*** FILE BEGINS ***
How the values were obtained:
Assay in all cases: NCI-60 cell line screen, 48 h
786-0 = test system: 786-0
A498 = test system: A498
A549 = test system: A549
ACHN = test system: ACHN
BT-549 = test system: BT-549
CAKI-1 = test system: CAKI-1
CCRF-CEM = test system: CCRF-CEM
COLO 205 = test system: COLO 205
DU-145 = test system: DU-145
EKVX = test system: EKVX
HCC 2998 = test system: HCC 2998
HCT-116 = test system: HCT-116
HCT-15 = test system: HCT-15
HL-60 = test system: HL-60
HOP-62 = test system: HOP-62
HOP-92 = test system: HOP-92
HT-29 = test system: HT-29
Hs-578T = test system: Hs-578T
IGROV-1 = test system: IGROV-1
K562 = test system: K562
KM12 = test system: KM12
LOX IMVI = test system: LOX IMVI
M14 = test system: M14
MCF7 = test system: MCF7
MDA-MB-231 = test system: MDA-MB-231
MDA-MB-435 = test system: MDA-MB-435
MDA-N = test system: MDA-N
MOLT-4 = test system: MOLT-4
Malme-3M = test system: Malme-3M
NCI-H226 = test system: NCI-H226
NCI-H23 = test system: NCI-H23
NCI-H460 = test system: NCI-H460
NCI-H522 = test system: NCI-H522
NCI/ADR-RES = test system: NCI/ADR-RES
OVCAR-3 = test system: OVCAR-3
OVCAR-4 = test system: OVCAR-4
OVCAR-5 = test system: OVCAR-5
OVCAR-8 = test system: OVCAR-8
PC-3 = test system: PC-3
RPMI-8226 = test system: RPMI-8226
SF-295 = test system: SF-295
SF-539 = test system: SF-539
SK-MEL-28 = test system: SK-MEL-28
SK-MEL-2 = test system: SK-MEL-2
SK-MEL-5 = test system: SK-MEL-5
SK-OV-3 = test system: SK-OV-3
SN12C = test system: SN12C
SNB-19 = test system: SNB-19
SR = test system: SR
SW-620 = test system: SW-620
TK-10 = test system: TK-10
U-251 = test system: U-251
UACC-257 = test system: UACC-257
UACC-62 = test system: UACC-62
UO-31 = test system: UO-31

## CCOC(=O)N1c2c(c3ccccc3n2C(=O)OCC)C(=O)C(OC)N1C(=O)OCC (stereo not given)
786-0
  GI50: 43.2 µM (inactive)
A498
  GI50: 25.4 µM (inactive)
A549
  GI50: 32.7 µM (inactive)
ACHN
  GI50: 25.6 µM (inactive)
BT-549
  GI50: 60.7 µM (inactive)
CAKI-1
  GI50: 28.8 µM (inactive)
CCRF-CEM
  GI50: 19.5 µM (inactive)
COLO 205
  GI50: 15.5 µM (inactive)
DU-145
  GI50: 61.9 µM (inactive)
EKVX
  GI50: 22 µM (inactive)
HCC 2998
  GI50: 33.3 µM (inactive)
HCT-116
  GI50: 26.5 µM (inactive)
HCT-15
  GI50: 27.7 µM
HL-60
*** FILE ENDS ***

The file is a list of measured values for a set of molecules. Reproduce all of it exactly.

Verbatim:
How the values were obtained:
Assay in all cases: NCI-60 cell line screen, 48 h
786-0 = test system: 786-0
A498 = test system: A498
A549 = test system: A549
ACHN = test system: ACHN
BT-549 = test system: BT-549
CAKI-1 = test system: CAKI-1
CCRF-CEM = test system: CCRF-CEM
COLO 205 = test system: COLO 205
DU-145 = test system: DU-145
EKVX = test system: EKVX
HCC 2998 = test system: HCC 2998
HCT-116 = test system: HCT-116
HCT-15 = test system: HCT-15
HL-60 = test system: HL-60
HOP-62 = test system: HOP-62
HOP-92 = test system: HOP-92
HT-29 = test system: HT-29
Hs-578T = test system: Hs-578T
IGROV-1 = test system: IGROV-1
K562 = test system: K562
KM12 = test system: KM12
LOX IMVI = test system: LOX IMVI
M14 = test system: M14
MCF7 = test system: MCF7
MDA-MB-231 = test system: MDA-MB-231
MDA-MB-435 = test system: MDA-MB-435
MDA-N = test system: MDA-N
MOLT-4 = test system: MOLT-4
Malme-3M = test system: Malme-3M
NCI-H226 = test system: NCI-H226
NCI-H23 = test system: NCI-H23
NCI-H460 = test system: NCI-H460
NCI-H522 = test system: NCI-H522
NCI/ADR-RES = test system: NCI/ADR-RES
OVCAR-3 = test system: OVCAR-3
OVCAR-4 = test system: OVCAR-4
OVCAR-5 = test system: OVCAR-5
OVCAR-8 = test system: OVCAR-8
PC-3 = test system: PC-3
RPMI-8226 = test system: RPMI-8226
SF-295 = test system: SF-295
SF-539 = test system: SF-539
SK-MEL-28 = test system: SK-MEL-28
SK-MEL-2 = test system: SK-MEL-2
SK-MEL-5 = test system: SK-MEL-5
SK-OV-3 = test system: SK-OV-3
SN12C = test system: SN12C
SNB-19 = test system: SNB-19
SR = test system: SR
SW-620 = test system: SW-620
TK-10 = test system: TK-10
U-251 = test system: U-251
UACC-257 = test system: UACC-257
UACC-62 = test system: UACC-62
UO-31 = test system: UO-31

## CCOC(=O)N1c2c(c3ccccc3n2C(=O)OCC)C(=O)C(OC)N1C(=O)OCC (stereo not given)
786-0
  GI50: 43.2 µM (inactive)
A498
  GI50: 25.4 µM (inactive)
A549
  GI50: 32.7 µM (inactive)
ACHN
  GI50: 25.6 µM (inactive)
BT-549
  GI50: 60.7 µM (inactive)
CAKI-1
  GI50: 28.8 µM (inactive)
CCRF-CEM
  GI50: 19.5 µM (inactive)
COLO 205
  GI50: 15.5 µM (inactive)
DU-145
  GI50: 61.9 µM (inactive)
EKVX
  GI50: 22 µM (inactive)
HCC 2998
  GI50: 33.3 µM (inactive)
HCT-116
  GI50: 26.5 µM (inactive)
HCT-15
  GI50: 27.7 µM
HL-60